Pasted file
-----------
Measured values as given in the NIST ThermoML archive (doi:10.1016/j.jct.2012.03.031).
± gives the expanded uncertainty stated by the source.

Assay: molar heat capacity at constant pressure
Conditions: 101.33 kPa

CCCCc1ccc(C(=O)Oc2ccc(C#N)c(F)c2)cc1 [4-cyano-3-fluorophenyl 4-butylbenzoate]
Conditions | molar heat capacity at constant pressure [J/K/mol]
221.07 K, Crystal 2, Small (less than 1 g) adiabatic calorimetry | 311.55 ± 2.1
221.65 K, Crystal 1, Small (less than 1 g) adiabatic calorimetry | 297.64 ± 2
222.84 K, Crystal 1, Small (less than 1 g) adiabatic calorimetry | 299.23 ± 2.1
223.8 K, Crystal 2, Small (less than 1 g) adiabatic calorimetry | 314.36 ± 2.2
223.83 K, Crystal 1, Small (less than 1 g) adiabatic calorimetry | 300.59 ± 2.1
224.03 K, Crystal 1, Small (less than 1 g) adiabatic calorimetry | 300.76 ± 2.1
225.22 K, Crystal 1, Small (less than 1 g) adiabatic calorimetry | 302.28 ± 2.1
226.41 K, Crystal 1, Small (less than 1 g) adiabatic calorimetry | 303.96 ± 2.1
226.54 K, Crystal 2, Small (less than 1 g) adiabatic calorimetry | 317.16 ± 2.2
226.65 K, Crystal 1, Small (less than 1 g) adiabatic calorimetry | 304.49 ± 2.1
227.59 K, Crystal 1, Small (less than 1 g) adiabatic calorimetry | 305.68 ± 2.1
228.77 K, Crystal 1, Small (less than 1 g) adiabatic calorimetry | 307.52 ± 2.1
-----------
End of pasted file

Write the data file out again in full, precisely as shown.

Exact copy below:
Measured values as given in the NIST ThermoML archive (doi:10.1016/j.jct.2012.03.031).
± gives the expanded uncertainty stated by the source.

Assay: molar heat capacity at constant pressure
Conditions: 101.33 kPa

CCCCc1ccc(C(=O)Oc2ccc(C#N)c(F)c2)cc1 [4-cyano-3-fluorophenyl 4-butylbenzoate]
Conditions | molar heat capacity at constant pressure [J/K/mol]
221.07 K, Crystal 2, Small (less than 1 g) adiabatic calorimetry | 311.55 ± 2.1
221.65 K, Crystal 1, Small (less than 1 g) adiabatic calorimetry | 297.64 ± 2
222.84 K, Crystal 1, Small (less than 1 g) adiabatic calorimetry | 299.23 ± 2.1
223.8 K, Crystal 2, Small (less than 1 g) adiabatic calorimetry | 314.36 ± 2.2
223.83 K, Crystal 1, Small (less than 1 g) adiabatic calorimetry | 300.59 ± 2.1
224.03 K, Crystal 1, Small (less than 1 g) adiabatic calorimetry | 300.76 ± 2.1
225.22 K, Crystal 1, Small (less than 1 g) adiabatic calorimetry | 302.28 ± 2.1
226.41 K, Crystal 1, Small (less than 1 g) adiabatic calorimetry | 303.96 ± 2.1
226.54 K, Crystal 2, Small (less than 1 g) adiabatic calorimetry | 317.16 ± 2.2
226.65 K, Crystal 1, Small (less than 1 g) adiabatic calorimetry | 304.49 ± 2.1
227.59 K, Crystal 1, Small (less than 1 g) adiabatic calorimetry | 305.68 ± 2.1
228.77 K, Crystal 1, Small (less than 1 g) adiabatic calorimetry | 307.52 ± 2.1